Iso (ISETTA) (Italy) 1953-1976.
Before the second world war, Renzo Rivolta had built up a succssful company, Isothermos, building refrigerators. The 1940s saw him turn his hand to scooters, keeping the well known Iso name. From this they progressed to the Isetta, a 236cc bike engine powered bubble car. This was built from 1953 to 55 (although licence production in other countries continued until 1964).
Iso's first motor vehicles were scooters and two-stroke motorcycles.
Next, they built the Isetta "bubble-car" with double-piston two-stroke engines of 236cc; it was also license-built by BMW in Germany, VELAM in France and Isetta in Great Britain.
Manufacture of big luxury cars commenced in 1961. Most had Ghia and Bertone-built bodywork and big Chevrolet V8 engines. The range included the 5359cc Rivolta coupes and limousines. There was also the very sporting Grifo Lusso, a two-seater coupe. Others included the Lele, a Bertone-coupe with a 5768cc Ford V8 engine, the Fidia and the Grifo. There was also the Grifo IR 9 Can-Am with a 7443cc Chevrolet V8 and a top speed of 182 mph.
There was a delay before the next car arrived, and when it did it was a very different beast. The Rivolta was a two door, four seat rear-wheel drive saloon, powered by a 5359cc Chevrolet V8 ohv engine. This set the trend for future Iso's, with a chassis design by Bizzarrini, bodywork design by Bertone and the big Chevrolet engine.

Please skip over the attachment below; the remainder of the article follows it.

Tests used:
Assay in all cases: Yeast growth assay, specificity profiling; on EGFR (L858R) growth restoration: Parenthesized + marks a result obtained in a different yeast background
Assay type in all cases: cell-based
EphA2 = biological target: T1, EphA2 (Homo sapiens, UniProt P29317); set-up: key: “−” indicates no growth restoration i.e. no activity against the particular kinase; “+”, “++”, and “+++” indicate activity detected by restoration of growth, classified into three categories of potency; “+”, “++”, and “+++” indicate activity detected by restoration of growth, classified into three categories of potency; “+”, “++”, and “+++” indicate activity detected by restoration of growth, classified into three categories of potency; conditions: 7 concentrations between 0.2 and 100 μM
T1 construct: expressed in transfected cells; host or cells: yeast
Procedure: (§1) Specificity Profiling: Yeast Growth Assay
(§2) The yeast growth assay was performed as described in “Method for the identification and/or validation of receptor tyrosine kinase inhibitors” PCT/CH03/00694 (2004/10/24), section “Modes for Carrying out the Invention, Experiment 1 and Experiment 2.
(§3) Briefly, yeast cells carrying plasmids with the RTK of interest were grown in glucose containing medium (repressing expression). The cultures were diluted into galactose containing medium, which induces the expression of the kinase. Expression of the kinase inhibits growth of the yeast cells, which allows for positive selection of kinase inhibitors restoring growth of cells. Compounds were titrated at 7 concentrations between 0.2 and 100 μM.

Shortly afterwards the Grifo emerged from Iso's Milan factory. This used a similar engine and chassis to the Rivolta in a new two seat coupe body. The Fidia, which was introduced in 1967, was a four door, four seat saloon, still based on a similar combination of chassis and engine. The last production car from Iso was the Lele, a 2+2 coupe replacement for the Rivolta, still with basically the same engine and chassis.
In 1966 Renzo Rivolta, the man behind the company, passed away and his son Piero took control. The company made an ill-judged move into Formula One with Frank Williams and at about the same time the oil crisis hit. The combination of these events saw the closure of Iso in 1975.
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